Running Towards Hope on the Morning of the Resurrection: An Easter Sermon

Eugène Burnand, Les disciples Pierre et Jean courant au sépulcre le matin de la Résurrection  (1898)

Now on the first day of the week Mary Magdalene came to the tomb early, while it was still dark, and saw that the stone had been taken away from the tomb. So she ran and went to Simon Peter and the other disciple, the one whom Jesus loved, and said to them, “They have taken the Lord out of the tomb, and we do not know where they have laid him.” So Peter went out with the other disciple, and they were going toward the tomb. Both of them were running together, but the other disciple outran Peter and reached the tomb first (John 20:1-4)

The essential meaning of Easter—for me at least—can be found in a single painting, which I have mentioned here before as my favorite work of devotional art. The painting is by Eugène Burnand, about whom I know nothing else except that he was Swiss. The text it illustrates is in the Gospel of John. And the unwieldy title, “The Disciples Peter and John Running to the tomb on the morning of the Resurrection,” tells us everything we need to know to understand what is going on. Peter and John are running towards the tomb that Jesus was buried in because Mary Magdalene told them that his body was no longer there.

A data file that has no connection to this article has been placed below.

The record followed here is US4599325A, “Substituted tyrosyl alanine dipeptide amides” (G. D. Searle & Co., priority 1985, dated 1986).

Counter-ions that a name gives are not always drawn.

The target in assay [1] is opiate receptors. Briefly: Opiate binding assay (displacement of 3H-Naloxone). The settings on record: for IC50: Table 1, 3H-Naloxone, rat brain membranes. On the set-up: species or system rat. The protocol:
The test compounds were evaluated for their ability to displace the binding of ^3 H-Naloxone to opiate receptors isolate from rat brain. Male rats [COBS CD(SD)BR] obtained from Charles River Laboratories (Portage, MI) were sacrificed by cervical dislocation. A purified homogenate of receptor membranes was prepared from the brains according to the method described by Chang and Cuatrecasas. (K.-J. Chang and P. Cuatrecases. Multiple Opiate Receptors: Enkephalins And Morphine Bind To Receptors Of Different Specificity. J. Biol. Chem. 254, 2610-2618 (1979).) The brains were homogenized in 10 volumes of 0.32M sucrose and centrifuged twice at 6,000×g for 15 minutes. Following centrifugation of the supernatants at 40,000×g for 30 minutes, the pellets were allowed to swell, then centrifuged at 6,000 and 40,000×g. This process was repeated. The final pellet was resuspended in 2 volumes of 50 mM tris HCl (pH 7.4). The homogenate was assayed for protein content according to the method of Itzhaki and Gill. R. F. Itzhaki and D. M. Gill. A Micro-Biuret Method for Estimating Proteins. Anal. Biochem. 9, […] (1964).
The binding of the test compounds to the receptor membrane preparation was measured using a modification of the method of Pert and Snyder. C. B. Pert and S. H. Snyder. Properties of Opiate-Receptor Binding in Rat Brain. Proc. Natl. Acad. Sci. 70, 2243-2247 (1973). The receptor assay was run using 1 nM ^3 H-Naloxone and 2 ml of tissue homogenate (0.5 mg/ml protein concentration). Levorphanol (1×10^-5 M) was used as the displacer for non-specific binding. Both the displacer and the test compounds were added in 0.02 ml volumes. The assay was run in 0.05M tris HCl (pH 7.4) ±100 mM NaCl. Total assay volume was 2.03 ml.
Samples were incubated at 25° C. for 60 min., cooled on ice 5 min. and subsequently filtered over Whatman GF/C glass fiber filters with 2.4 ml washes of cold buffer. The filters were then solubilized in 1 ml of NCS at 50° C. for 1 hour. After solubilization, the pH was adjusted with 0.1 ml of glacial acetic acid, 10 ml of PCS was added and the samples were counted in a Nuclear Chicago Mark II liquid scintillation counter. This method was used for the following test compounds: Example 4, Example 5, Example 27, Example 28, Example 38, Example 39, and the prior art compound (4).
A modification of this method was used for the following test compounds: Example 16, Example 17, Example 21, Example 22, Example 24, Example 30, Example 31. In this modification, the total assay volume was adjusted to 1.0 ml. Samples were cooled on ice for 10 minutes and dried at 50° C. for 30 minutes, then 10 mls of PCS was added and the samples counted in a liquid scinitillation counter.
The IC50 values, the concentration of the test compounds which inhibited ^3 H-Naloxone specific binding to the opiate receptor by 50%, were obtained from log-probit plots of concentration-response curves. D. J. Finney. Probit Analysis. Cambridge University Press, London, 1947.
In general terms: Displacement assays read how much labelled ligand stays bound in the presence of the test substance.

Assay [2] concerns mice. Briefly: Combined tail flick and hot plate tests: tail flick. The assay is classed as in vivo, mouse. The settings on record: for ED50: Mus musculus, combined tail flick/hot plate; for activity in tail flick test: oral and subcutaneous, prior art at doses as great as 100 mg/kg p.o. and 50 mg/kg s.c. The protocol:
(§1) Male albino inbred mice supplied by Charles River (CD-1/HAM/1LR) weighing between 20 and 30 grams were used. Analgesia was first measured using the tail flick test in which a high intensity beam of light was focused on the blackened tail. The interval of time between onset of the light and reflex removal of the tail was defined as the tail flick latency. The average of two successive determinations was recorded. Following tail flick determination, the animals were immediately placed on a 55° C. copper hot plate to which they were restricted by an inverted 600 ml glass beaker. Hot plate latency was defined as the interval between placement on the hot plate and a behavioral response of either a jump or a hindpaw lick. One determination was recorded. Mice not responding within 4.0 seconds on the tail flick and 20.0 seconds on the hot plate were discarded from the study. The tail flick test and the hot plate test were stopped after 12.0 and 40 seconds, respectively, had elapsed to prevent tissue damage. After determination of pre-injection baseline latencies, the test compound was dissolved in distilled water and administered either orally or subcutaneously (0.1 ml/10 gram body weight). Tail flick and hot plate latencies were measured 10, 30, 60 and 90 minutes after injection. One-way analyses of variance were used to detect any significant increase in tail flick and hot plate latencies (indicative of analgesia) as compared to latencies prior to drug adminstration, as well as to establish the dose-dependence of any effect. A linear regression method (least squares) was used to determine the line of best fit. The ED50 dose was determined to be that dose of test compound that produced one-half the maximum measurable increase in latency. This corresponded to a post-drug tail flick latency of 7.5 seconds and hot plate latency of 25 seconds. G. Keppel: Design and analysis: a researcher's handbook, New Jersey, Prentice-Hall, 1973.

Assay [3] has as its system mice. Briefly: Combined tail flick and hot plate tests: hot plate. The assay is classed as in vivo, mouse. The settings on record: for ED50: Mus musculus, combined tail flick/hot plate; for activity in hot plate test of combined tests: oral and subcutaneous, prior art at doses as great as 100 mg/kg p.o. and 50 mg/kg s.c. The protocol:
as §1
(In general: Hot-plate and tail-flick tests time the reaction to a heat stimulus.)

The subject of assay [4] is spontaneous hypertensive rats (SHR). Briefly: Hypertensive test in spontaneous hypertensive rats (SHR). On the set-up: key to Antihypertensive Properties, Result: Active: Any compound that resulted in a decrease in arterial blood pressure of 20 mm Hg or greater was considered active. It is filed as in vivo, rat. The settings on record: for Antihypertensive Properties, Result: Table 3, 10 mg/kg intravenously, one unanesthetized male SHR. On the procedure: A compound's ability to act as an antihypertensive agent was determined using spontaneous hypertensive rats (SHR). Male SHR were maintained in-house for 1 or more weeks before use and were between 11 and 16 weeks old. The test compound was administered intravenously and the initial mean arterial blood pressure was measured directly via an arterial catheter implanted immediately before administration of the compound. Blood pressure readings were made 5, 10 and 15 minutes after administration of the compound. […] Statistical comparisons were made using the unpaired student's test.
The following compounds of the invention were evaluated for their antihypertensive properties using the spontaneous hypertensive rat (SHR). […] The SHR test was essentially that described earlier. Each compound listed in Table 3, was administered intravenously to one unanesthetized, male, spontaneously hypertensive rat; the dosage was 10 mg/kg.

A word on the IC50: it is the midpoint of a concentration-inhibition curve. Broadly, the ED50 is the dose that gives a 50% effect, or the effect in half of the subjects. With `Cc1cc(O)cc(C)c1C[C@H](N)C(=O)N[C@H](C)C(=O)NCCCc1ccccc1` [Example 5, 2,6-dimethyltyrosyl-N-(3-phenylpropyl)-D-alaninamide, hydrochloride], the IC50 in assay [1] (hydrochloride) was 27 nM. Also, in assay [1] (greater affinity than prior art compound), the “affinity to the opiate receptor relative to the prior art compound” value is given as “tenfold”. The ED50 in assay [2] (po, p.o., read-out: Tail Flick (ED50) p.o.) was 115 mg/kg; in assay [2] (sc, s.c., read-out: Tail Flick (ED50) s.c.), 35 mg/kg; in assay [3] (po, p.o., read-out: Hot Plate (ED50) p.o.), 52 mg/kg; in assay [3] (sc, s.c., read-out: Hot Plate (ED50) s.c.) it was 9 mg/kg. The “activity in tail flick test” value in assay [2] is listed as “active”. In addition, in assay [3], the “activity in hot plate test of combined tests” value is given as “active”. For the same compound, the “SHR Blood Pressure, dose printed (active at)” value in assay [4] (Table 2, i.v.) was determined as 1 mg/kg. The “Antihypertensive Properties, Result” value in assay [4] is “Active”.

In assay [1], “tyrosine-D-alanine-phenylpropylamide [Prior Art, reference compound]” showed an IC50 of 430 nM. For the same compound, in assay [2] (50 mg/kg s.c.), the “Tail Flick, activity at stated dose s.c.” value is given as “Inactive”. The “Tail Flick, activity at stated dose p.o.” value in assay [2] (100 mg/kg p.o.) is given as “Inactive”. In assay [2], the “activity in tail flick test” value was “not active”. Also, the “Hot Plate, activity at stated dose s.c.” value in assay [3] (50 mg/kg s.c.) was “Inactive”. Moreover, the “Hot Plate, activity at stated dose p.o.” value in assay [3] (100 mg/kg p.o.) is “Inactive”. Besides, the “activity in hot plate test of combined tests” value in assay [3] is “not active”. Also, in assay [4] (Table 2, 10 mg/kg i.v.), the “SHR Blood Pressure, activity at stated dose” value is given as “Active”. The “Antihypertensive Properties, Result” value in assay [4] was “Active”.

In just a few verses, Jesus will appear to Mary Magdalene, and that same evening, he will appear to all of the apostles (except Thomas) and will confirm the great miracle of the Resurrection. They will feel the nail marks in his hands and the place in his side where the spear pierced him. Doubt will give way to a faith based in sure knowledge, and the disciples will understand the true nature of Christ’s victory over death.

But not in this painting.

Les disciples takes place in a moment of deep uncertainty. Mary has not yet seen the Lord. She has simply seen an empty tomb and has assumed that somebody has removed the body. She runs to tell the disciples, and two of them—Peter and John—run to the tomb. They don’t know where the body is, and the rational explanations are all bad news: maybe the Romans confiscated it so that it would not become a cult object, or maybe the Pharisees removed it to further humiliate the man who claimed to be the Son of God.